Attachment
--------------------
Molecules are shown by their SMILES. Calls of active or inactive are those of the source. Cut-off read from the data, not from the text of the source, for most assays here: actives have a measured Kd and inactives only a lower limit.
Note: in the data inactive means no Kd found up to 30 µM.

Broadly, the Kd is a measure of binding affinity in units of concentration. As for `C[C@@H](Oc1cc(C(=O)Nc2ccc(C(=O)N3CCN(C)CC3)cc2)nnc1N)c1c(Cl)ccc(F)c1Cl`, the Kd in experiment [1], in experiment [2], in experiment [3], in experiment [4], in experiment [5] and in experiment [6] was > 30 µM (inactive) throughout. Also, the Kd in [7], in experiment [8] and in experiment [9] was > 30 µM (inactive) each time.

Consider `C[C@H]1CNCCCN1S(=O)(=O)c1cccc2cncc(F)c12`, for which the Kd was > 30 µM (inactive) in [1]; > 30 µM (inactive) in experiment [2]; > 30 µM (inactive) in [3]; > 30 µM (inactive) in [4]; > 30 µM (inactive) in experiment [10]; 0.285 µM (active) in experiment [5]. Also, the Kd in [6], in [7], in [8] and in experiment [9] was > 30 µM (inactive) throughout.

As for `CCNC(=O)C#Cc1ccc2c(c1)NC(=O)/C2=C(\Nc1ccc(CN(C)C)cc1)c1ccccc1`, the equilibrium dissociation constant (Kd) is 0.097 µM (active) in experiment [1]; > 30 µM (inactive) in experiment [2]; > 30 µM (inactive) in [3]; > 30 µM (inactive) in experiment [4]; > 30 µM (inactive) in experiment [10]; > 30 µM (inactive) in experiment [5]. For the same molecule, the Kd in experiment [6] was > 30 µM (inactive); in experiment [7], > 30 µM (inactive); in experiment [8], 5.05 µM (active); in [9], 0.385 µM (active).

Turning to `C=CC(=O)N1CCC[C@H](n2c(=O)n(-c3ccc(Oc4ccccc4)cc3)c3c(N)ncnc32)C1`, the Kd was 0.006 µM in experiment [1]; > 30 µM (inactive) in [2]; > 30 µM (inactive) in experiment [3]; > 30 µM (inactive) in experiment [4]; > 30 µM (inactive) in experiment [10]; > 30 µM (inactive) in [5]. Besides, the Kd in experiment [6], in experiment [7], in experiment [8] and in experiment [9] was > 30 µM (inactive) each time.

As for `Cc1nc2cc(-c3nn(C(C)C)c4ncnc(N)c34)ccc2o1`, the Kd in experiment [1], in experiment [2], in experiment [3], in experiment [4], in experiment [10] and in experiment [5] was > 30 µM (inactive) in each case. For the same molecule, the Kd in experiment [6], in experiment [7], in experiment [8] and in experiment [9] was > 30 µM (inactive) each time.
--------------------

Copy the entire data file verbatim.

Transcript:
Molecules are shown by their SMILES. Calls of active or inactive are those of the source. Cut-off read from the data, not from the text of the source, for most assays here: actives have a measured Kd and inactives only a lower limit.
Note: in the data inactive means no Kd found up to 30 µM.

Broadly, the Kd is a measure of binding affinity in units of concentration. As for `C[C@@H](Oc1cc(C(=O)Nc2ccc(C(=O)N3CCN(C)CC3)cc2)nnc1N)c1c(Cl)ccc(F)c1Cl`, the Kd in experiment [1], in experiment [2], in experiment [3], in experiment [4], in experiment [5] and in experiment [6] was > 30 µM (inactive) throughout. Also, the Kd in [7], in experiment [8] and in experiment [9] was > 30 µM (inactive) each time.

Consider `C[C@H]1CNCCCN1S(=O)(=O)c1cccc2cncc(F)c12`, for which the Kd was > 30 µM (inactive) in [1]; > 30 µM (inactive) in experiment [2]; > 30 µM (inactive) in [3]; > 30 µM (inactive) in [4]; > 30 µM (inactive) in experiment [10]; 0.285 µM (active) in experiment [5]. Also, the Kd in [6], in [7], in [8] and in experiment [9] was > 30 µM (inactive) throughout.

As for `CCNC(=O)C#Cc1ccc2c(c1)NC(=O)/C2=C(\Nc1ccc(CN(C)C)cc1)c1ccccc1`, the equilibrium dissociation constant (Kd) is 0.097 µM (active) in experiment [1]; > 30 µM (inactive) in experiment [2]; > 30 µM (inactive) in [3]; > 30 µM (inactive) in experiment [4]; > 30 µM (inactive) in experiment [10]; > 30 µM (inactive) in experiment [5]. For the same molecule, the Kd in experiment [6] was > 30 µM (inactive); in experiment [7], > 30 µM (inactive); in experiment [8], 5.05 µM (active); in [9], 0.385 µM (active).

Turning to `C=CC(=O)N1CCC[C@H](n2c(=O)n(-c3ccc(Oc4ccccc4)cc3)c3c(N)ncnc32)C1`, the Kd was 0.006 µM in experiment [1]; > 30 µM (inactive) in [2]; > 30 µM (inactive) in experiment [3]; > 30 µM (inactive) in experiment [4]; > 30 µM (inactive) in experiment [10]; > 30 µM (inactive) in [5]. Besides, the Kd in experiment [6], in experiment [7], in experiment [8] and in experiment [9] was > 30 µM (inactive) each time.

As for `Cc1nc2cc(-c3nn(C(C)C)c4ncnc(N)c34)ccc2o1`, the Kd in experiment [1], in experiment [2], in experiment [3], in experiment [4], in experiment [10] and in experiment [5] was > 30 µM (inactive) in each case. For the same molecule, the Kd in experiment [6], in experiment [7], in experiment [8] and in experiment [9] was > 30 µM (inactive) each time.